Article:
July 3, 2023

What To Do After A Tick Bite


If you’ve spent any time outdoors this summer, you’ve likely encountered ticks at some point. The little pests are very common in Ohio and are attracted to people and our four-legged friends. They live outdoors in tall grass, trees, bushes, and leaf piles. While tick bites themselves are relatively harmless, it’s the diseases that ticks carry onto us that can be incredibly dangerous and deadly. Here’s what you need to know about ticks and what you need to do after a tick bite.  

What Do Ticks Look Like?

Ticks are relatively small, blood-feeding bugs. They can be as tiny as the head of a pin or as large as a pencil eraser. They range in color from red to brown to black. 

If you’ve caught a tick on yourself early enough, it likely won’t be too large. As ticks take in more blood from their host, they swell up in size and can get to be as large as the size of a marble. 

Where Is The Tick Likely To Attach Itself?

Ticks enjoy the warm, moist areas of the human body, which means they’re likely to be found around your armpits, groin, and hair. 

Unlike other biting bugs, ticks don’t just bite and leave. Instead they remain attached to your body after they bite. Ticks can spend up to 10 days feeding on you before they detach themselves and fall off. 

So You’ve Found A Tick On Yourself, Now What? 

Remove the tick ASAP!

  • Use a pair of sanitized fine-tipped tweezers to grasp the tick as close to your skin as possible.
  • Once you have a firm hold on the tick with your tweezers, pull upward with steady, even pressure. DO NOT twist or jerk the tick off, to avoid the head becoming detached and embedded in your skin! 
  • After removing the tick, clean the area and your hands with rubbing alcohol or soap and water. 
  • If the tick has been on you for less than 6 hours, dispose of the tick by flushing it down the toilet.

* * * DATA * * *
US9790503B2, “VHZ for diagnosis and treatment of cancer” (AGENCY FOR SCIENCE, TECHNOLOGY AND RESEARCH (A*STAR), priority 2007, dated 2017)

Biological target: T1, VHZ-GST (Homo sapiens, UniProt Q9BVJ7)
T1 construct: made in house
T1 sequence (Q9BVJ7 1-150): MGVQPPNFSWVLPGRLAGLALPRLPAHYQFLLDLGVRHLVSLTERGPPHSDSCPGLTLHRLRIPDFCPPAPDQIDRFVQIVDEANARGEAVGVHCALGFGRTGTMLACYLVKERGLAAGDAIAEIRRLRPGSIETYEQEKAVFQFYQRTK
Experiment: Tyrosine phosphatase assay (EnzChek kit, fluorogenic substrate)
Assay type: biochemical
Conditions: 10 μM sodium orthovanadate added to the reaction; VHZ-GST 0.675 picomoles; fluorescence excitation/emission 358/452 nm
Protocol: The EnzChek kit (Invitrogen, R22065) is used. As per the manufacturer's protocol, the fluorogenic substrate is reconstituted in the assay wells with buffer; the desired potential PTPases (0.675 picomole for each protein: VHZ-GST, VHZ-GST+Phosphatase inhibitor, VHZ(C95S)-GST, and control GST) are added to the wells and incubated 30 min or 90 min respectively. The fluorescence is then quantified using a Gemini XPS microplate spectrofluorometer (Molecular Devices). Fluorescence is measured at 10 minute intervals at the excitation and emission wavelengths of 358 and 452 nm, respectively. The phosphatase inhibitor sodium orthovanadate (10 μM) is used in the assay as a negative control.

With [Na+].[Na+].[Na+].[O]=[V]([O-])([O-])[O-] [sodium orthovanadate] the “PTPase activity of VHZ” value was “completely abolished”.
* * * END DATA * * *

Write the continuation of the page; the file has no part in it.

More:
If you’re unsure of how long the tick was attached to you, you may want to preserve the specimen for your physician to evaluate. Put the tick on a cotton pad of rubbing alcohol and place it in a sealed bag or container.

When To See A Doctor After a Tick Bite

If you develop any of the following symptoms, days or weeks after getting bit by a tick, it’s time to see a doctor for a physical evaluation and possible antibiotic treatment for Lyme disease. 

Symptoms that may develop within 3-30 days after a tick bite:

  • Headache
  • Fever
  • Chills
  • Unusual Fatigue
  • Muscle and/or Joint Aches
  • A red, expanding rash that looks similar to a bullseye pattern, which will often occur at the site of the tick bite 

Note: Between 70-80% of people with Lyme infection will develop the signature bullseye pattern rash so if you notice that, definitely visit a doctor ASAP. 

Symptoms that may develop days to weeks after a tick bite:

  • Nerve pain or numbness
  • Weakness/paralysis of facial muscles
  • Heart palpitations, chest pain, or other heart issues
  • Shortness of breath
  • Dizziness, lightheadedness, or fainting

Symptoms that may develop months to years after a tick bite:

  • Joint pain and swelling
  • Muscle weakness
  • Numbness and tingling
  • Speech problems
  • Memory or cognitive issues

How You Can Prevent Tick Bites and Eliminate The Risk Of Infection

If you’re an outdoorsy person, it’s best to be proactive when it comes to avoiding tick-borne disease. Here are a few things you can do to prevent a tick from latching onto you and causing illness. 

  • Wear long sleeves and pants when walking out in the woods or out in grassy areas, places where ticks are likely to be hiding among the foliage
  • Walk directly in the center of trails
  • Use tick repellent with at least 20% DEET
  • Treat your clothing and hiking or camping gear with 0.5% permethrin 
  • After being outdoors, take a shower or bath within 2 hours of coming back inside to catch ticks early
  • Check skin closely after being in tick infested areas. Do a through inspection of your arms, behind your ears, between your legs, behind your knees, and throughout your hair. 

It usually takes over 24 hours of feeding for a disease-carrying tick to infect you so the sooner you find and remove a tick from your body, the better! 

If you have any questions or concerns about ticks, give the exterminating experts at Go2Pros a call today! We’ll provide you answers and put your mind at ease. 

go-2 pros